NewsLocal News / April 13, 2020

CIB, Visit Indy Cut Pay To Cope With Pandemic Loss

CIB, Visit Indy Cut Pay To Cope With Pandemic LossTourism officials who work to bring sporting events and conventions to Indiana's capital are cutting executive pay for the rest of the year to cope with heavy financial losses expected from the coronavirus pandemic.Capital Improvement Board, Visit Indy, coronavirus, COVID-19, tourism, Conventions2020-04-13T00:00:00-04:00
CIB, Visit Indy Cut Pay To Cope With Pandemic Loss

stock photo

INDIANAPOLIS (AP) — Tourism officials who work to bring sporting events and conventions to Indiana's capital are cutting executive pay for the rest of the year to cope with heavy financial losses expected from the coronavirus pandemic.

The pay cuts by the Capital Improvement Board of Marion County, which owns and operates the Indiana Convention Center and Lucas Oil Stadium, and Visit Indy are intending to save money ahead of expected tax revenue drops following a wave of hotel reservation cancellations and other financial blows after numerous Indianapolis events have been canceled or postponed amid the pandemic.

CIB executives and hourly employees received at least a 20 percent pay reduction and executive director, Andy Mallon, lowered his $220,000 salary by 25 percent through 2020, according to the Indianapolis Business Journal.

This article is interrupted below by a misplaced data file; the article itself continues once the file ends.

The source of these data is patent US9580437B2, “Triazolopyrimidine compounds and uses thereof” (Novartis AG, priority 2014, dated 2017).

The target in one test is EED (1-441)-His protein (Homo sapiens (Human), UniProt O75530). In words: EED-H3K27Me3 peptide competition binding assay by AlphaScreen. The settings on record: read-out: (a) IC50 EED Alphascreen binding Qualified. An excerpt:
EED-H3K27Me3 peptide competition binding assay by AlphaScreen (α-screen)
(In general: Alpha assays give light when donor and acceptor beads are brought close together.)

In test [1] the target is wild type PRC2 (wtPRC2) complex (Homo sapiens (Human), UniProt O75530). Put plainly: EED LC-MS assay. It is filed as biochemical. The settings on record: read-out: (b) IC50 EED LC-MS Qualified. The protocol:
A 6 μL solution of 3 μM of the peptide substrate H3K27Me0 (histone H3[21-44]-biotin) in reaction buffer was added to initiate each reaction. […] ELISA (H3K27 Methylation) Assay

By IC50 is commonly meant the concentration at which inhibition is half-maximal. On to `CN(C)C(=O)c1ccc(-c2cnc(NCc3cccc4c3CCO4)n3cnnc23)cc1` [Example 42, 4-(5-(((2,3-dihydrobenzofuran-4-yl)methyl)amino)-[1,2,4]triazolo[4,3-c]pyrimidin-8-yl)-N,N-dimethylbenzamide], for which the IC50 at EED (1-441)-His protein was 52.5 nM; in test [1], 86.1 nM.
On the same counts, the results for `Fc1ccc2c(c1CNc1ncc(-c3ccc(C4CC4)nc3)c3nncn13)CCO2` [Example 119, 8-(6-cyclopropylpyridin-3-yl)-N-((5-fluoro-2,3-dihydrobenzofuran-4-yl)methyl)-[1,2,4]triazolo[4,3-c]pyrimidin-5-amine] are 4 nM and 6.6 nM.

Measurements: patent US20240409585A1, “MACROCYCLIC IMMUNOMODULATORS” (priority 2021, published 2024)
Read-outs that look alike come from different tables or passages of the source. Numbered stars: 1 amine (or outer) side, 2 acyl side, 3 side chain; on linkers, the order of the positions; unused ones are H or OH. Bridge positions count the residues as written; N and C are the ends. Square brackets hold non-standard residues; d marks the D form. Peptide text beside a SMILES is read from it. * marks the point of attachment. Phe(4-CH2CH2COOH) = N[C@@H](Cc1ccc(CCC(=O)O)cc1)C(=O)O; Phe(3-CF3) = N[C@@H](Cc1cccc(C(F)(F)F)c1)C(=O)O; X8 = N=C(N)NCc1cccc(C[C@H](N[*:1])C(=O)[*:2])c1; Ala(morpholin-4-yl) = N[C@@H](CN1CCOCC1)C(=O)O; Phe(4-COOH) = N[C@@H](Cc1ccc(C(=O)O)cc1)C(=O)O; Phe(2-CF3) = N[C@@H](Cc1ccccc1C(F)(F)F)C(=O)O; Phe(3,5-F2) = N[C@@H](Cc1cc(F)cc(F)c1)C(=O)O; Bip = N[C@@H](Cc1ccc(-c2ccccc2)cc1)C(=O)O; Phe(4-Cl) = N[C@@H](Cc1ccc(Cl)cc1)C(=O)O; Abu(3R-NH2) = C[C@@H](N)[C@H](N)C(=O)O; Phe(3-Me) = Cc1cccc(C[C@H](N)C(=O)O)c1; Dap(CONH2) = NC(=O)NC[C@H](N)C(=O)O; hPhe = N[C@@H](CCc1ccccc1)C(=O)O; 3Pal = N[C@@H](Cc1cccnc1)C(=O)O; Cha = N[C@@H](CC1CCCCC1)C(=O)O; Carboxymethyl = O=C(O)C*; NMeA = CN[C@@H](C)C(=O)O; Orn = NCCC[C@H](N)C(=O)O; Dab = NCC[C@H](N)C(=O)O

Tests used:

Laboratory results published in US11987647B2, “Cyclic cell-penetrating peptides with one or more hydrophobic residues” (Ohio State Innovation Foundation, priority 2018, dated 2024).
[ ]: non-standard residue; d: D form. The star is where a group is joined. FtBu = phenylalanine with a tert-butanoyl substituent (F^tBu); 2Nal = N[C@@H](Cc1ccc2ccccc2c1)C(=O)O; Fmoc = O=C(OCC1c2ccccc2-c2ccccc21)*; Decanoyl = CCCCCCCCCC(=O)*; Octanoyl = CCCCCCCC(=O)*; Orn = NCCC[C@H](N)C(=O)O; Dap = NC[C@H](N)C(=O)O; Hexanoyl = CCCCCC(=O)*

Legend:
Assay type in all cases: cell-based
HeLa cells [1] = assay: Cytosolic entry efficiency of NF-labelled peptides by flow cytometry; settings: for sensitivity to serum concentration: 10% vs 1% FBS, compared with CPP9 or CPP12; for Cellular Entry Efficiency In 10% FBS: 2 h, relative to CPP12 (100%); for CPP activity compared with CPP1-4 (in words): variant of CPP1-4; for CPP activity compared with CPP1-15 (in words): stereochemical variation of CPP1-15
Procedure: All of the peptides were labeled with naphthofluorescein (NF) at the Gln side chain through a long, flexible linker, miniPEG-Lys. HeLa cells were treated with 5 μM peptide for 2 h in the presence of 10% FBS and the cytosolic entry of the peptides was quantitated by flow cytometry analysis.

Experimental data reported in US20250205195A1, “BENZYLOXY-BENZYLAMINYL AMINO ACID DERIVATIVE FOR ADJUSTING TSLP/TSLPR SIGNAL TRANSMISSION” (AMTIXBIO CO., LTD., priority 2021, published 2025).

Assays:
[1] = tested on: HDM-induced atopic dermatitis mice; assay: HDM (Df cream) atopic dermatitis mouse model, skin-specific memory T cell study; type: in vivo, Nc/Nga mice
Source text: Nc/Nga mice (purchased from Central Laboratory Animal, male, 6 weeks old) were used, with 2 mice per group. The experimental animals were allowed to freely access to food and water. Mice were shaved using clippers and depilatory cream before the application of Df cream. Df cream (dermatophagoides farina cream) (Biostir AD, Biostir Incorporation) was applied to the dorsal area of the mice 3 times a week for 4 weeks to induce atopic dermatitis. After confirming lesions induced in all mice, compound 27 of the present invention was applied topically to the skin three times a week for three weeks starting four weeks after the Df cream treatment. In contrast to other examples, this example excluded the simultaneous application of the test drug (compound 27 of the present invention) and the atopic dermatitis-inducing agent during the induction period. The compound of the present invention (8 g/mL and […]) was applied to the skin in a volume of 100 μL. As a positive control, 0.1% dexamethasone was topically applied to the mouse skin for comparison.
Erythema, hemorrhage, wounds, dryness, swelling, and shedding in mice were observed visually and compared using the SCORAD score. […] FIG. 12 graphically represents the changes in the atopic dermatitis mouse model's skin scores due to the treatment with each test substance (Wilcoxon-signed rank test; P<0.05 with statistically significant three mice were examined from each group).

“We're really just trying to do what we though was a balanced approach, so as to keep people on payroll and provide them some money — rather than having layoffs across the board at this time,” Mallon said.

Visit Indy reduced its executive salaries by an average of 26 percent and froze all executive bonuses. CEO Leonard Hoops cut his own pay by 40 percent over the last nine remaining months of the year.

Both CIB and Visit Indy moved their employees to four-day work weeks and have cut travel and non-essential expenses.

Mallon said he does not have an exact figure for how much the board expects to save with payroll cuts and it is not clear at the moment if CIB plans to use its cash revenues, which exceed $100 million, for any shortfalls.

Senior Vice President of Marketing Chris Gahl said central Indiana has lost at least 88,000 hotel room nights with the cancellation of 22 events that were scheduled at the convention center between March and May, while another 13 have been postponed. He expects tens of millions of dollars lost in revenue if cancellations to continue later into the year.

At WFYI, our goal is to cover stories that matter to you. Our reporting is rooted in facts. It considers all perspectives and is available to everyone. We don't have paywalls, but we do need support. So if unbiased, trusted journalism is important to you, please join us. Donate now.

 

 

Related News

Police Fire Tear Gas At Protestors Before Curfew Begins
Faith Leaders: Opportunity Is At Hand For Police Accountability
Indianapolis Mayor Joe Hogsett Issues County-Wide Curfew To Start Sunday Night